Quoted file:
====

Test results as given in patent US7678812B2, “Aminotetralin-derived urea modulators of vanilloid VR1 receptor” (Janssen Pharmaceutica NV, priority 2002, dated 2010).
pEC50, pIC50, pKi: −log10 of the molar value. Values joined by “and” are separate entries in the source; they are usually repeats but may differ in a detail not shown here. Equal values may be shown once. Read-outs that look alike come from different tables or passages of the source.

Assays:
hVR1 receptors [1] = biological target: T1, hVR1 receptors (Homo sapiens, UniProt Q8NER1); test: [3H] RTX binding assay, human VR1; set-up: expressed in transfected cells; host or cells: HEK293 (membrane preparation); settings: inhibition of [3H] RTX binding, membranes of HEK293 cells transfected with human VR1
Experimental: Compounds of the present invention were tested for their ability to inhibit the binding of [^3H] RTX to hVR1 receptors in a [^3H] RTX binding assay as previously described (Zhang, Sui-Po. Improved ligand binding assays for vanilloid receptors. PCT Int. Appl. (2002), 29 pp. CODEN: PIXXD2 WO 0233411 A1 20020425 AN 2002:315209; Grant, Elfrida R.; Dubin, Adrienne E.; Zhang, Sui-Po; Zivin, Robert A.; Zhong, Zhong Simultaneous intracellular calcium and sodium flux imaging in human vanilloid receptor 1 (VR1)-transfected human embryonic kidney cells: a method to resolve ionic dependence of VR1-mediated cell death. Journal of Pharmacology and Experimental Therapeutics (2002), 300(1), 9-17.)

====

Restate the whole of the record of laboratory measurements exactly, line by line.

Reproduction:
Test results as given in patent US7678812B2, “Aminotetralin-derived urea modulators of vanilloid VR1 receptor” (Janssen Pharmaceutica NV, priority 2002, dated 2010).
pEC50, pIC50, pKi: −log10 of the molar value. Values joined by “and” are separate entries in the source; they are usually repeats but may differ in a detail not shown here. Equal values may be shown once. Read-outs that look alike come from different tables or passages of the source.

Assays:
hVR1 receptors [1] = biological target: T1, hVR1 receptors (Homo sapiens, UniProt Q8NER1); test: [3H] RTX binding assay, human VR1; set-up: expressed in transfected cells; host or cells: HEK293 (membrane preparation); settings: inhibition of [3H] RTX binding, membranes of HEK293 cells transfected with human VR1
Experimental: Compounds of the present invention were tested for their ability to inhibit the binding of [^3H] RTX to hVR1 receptors in a [^3H] RTX binding assay as previously described (Zhang, Sui-Po. Improved ligand binding assays for vanilloid receptors. PCT Int. Appl. (2002), 29 pp. CODEN: PIXXD2 WO 0233411 A1 20020425 AN 2002:315209; Grant, Elfrida R.; Dubin, Adrienne E.; Zhang, Sui-Po; Zivin, Robert A.; Zhong, Zhong Simultaneous intracellular calcium and sodium flux imaging in human vanilloid receptor 1 (VR1)-transfected human embryonic kidney cells: a method to resolve ionic dependence of VR1-mediated cell death. Journal of Pharmacology and Experimental Therapeutics (2002), 300(1), 9-17.)